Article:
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3.5 out of 5 stars39
3.5 out of 5 stars
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A book provides a brief overview of HTML5

When I saw the cover in the classic O'Reilly style with the traditional line drawing that accompanies this series of books, I was expecting something with a bit of depth and technical content. But unfortunately this wasn't the case as there was very little. This is really more like an extended magazine article by Brian McLaughlin, who is also a staff writer for the publisher. I finished it over a lunch break.

Then again this is a free download so perhaps I was expecting too much from this book.

The author outlines the new 'audio' and 'video' tags that he suggests encourages sharing of content, along with 'canvas' - a new HTML5 feature which enables you to draw within the page. These can be controlled programatically with Javascript.

McLaughlin's main thesis is that HTML5 is more geared toward a semantic web than the current HTML4. He also heavily promotes the idea that content can be grabbed from other web sites and that the authors of said web sites should be happy about that. This is something that as a generator of original web content myself I find difficult to agree with.

Overall, it was an useful read about HTML 5 over a lunch break but I didn't really feel like I had learned a huge amount. I would imagine that it is probably geared towards people who have heard of HTML5 and want to know what it is all about but without any of the technical detail that often comes with books such as this.
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on 1 November 2011
I guess it's harsh to give a bad review to a free "book"... but this isn't a book at all.

It reads more like a (very) brief overview of what HTML 5 is, with absolutely no guts at all. The same kind of HTML 5 overviews can be found on numerous websites.

Readable, for 5 minutes, but ultimately a pointless download.
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on 12 August 2014
Ok, so you shouldn't really look a gift horse in the mouth and all that, but honestly, this book was a complete and utter waste of time. More than anything else, it doesn't actually even bother to ask the question it set out to answer. Rather, it's just seems like the author was in a rush to put down on paper what his thoughts and more than anything else, strong opinions are on the subject of HTML5, without really delving into HTML5 and providing any level of reader some decent background information on the technologies involved. It is also quite badly written, without any sense of flow or direction.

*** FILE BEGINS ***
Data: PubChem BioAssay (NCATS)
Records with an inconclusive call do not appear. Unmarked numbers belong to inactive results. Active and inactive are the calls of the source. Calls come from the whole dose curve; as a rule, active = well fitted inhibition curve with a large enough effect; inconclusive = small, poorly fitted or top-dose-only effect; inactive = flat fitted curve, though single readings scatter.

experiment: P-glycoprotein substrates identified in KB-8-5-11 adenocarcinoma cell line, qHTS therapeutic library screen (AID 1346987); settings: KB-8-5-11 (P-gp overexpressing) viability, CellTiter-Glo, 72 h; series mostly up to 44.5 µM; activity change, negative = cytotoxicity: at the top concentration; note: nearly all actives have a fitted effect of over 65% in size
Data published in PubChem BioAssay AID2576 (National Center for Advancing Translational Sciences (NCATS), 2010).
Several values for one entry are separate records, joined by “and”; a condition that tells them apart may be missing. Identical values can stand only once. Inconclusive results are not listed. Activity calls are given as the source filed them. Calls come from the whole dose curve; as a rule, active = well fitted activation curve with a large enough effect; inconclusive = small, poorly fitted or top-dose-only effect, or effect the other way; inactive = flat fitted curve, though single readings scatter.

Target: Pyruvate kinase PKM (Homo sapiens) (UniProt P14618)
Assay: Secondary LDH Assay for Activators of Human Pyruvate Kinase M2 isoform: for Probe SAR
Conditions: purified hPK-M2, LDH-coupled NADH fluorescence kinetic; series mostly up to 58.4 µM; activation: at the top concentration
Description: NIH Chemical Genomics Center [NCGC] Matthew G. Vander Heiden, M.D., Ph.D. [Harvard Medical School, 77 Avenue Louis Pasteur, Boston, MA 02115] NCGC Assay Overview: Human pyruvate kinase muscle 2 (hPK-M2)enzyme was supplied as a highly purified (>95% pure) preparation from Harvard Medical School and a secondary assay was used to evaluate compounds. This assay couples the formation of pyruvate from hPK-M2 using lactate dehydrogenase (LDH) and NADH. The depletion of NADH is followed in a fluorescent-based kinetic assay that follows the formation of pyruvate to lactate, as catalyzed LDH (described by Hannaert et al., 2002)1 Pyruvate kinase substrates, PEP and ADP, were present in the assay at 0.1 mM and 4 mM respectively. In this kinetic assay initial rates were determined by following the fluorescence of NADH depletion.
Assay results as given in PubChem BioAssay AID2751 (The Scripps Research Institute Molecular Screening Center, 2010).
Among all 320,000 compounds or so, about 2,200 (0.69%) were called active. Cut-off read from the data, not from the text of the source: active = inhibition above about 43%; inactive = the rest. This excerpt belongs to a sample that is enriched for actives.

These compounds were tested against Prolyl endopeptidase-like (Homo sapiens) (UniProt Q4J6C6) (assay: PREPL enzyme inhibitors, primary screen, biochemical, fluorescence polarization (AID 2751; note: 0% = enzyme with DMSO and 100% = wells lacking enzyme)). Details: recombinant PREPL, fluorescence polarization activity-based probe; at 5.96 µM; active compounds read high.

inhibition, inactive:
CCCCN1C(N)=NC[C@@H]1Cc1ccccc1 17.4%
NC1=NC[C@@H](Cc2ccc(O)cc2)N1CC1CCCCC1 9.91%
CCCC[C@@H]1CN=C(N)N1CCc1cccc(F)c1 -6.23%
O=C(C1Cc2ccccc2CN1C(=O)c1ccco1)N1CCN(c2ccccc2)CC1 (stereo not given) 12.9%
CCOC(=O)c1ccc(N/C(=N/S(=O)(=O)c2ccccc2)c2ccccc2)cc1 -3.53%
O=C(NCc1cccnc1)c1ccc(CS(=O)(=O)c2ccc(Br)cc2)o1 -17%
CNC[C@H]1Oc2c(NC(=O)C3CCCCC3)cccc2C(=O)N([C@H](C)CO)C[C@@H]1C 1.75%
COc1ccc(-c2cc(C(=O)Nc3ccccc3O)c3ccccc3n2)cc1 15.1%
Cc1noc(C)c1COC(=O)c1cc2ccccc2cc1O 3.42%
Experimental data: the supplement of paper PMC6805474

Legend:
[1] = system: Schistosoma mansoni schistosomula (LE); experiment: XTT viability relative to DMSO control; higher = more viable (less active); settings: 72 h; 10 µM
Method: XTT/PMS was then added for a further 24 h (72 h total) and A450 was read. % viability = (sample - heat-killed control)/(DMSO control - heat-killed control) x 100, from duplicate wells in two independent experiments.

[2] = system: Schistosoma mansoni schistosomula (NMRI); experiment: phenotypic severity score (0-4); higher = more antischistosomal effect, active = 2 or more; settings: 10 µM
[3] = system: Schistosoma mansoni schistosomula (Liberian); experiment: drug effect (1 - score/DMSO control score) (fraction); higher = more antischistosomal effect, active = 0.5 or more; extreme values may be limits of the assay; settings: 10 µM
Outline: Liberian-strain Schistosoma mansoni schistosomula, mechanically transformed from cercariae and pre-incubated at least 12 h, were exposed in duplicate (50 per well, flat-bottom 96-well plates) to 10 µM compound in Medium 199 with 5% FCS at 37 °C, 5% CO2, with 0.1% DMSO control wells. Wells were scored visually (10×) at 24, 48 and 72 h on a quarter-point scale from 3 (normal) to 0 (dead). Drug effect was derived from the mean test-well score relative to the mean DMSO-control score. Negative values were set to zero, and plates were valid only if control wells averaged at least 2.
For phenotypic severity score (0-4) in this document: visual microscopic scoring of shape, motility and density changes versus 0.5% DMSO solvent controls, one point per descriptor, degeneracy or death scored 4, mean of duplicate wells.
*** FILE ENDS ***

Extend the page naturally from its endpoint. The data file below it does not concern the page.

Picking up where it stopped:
I read it in around 20 minutes, but honestly I wish I'd spent that time doing anything else.

If you want a decent introduction to HTML5, then I would recommend searching the web or buying a book such as HTML5 for Masterminds revised 2nd Edition, it's going for a great price at the moment and seems to contain a lot of decent content.
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on 2 April 2014
I am a software engineer and was expecting this text to be more engineering oriented. It turns out to be more about the philosophy of the web than anything else.

It is not even fun to read. Save yourself a couple of minutes and stay clear of this little article. There are much more useful articles on the Web.
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on 4 September 2015
This product has some value but is incredibly low depth. It argues for the semantic web and says HTML5 is a good vehicle for that. Oops! I just gave away the whole story. To have any credible worth, this text should be updated to include some of the how (just a few simple examples) which would enable it to carry its message to the reader beyond just being a fluff piece on the current standard.
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Useful introduction that emphasises the important differences between HTMJ5 and earlier versions.
Primarily that its an attempt to assemble a standard web page from its parts wherever they're held and how HTML5 fits in with the semantic web.
Personally I rate the semantic web as a bit of a non starter, for a variety of reasons.
However for free definitely worth a look.
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on 6 December 2013
I found it a bit basic. I had expected more detail but it is a free Kindle download after all
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on 13 April 2013
I already had a basic idea of what HTML 5 was before I read this book - now I feel as though that has been confused. The writer seems to focus too much on how HTML 5 works with JavaScript, even though I'm sure that's very good to know, I just want the basics on HTML 5 itself.

Good thing it was free; there are better books out there I'm sure!
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on 6 February 2013
This is good if you don't like too much Jargon or being thrown in at the deep end.
Discusses differences between HTML5 and HTML4 without confusing
Does not get too caught up in scripting or showing off authors knowledge

Only negative is that the book wasn't big enough
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on 20 February 2013
Anyone looking to learn HTML5 should really look elsewhere. McLaughlin explains the reasoning and philosophy behind the latest incarnation of the web page writing language. Interesting, but far from essential reading.
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